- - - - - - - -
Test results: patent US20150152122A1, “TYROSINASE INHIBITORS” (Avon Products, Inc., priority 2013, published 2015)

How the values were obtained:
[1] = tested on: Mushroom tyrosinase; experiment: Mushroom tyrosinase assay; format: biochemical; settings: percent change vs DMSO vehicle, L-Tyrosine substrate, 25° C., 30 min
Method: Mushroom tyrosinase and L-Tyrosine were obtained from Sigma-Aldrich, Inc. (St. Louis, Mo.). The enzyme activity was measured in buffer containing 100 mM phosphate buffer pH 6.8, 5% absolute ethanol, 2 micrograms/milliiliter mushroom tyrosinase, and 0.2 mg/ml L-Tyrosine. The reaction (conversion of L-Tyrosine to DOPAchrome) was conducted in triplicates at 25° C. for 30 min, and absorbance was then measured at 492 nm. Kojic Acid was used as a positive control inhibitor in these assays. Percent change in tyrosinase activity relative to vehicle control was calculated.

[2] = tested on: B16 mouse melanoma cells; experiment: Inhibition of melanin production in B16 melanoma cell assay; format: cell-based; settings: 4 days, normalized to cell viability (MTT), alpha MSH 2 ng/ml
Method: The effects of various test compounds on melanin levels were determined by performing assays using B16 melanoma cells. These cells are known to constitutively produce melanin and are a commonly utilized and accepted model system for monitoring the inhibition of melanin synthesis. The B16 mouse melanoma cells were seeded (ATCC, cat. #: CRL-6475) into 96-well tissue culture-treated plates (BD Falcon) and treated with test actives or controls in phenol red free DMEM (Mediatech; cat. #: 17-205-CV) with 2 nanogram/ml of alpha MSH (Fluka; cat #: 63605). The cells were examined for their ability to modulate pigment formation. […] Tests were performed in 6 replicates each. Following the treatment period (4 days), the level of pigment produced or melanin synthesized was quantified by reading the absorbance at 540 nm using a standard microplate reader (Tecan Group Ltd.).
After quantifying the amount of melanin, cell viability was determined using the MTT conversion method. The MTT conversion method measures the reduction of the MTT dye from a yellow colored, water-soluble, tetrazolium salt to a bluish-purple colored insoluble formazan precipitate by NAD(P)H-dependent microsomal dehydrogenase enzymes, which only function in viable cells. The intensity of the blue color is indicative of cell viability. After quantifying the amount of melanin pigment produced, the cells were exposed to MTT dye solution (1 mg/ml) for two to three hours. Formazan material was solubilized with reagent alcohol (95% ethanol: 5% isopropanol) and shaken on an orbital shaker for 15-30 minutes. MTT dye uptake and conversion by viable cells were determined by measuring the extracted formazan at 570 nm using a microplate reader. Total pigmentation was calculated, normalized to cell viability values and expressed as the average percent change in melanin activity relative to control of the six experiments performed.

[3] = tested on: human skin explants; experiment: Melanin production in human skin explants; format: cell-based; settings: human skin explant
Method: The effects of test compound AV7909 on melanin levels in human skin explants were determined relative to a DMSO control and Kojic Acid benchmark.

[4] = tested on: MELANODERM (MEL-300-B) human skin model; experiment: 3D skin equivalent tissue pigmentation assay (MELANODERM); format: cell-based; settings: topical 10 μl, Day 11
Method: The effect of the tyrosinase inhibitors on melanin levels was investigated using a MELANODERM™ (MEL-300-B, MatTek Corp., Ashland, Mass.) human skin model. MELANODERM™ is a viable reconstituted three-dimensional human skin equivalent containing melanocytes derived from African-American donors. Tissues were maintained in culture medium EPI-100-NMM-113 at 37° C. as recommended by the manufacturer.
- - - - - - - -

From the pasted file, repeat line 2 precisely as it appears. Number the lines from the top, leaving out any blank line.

How the values were obtained: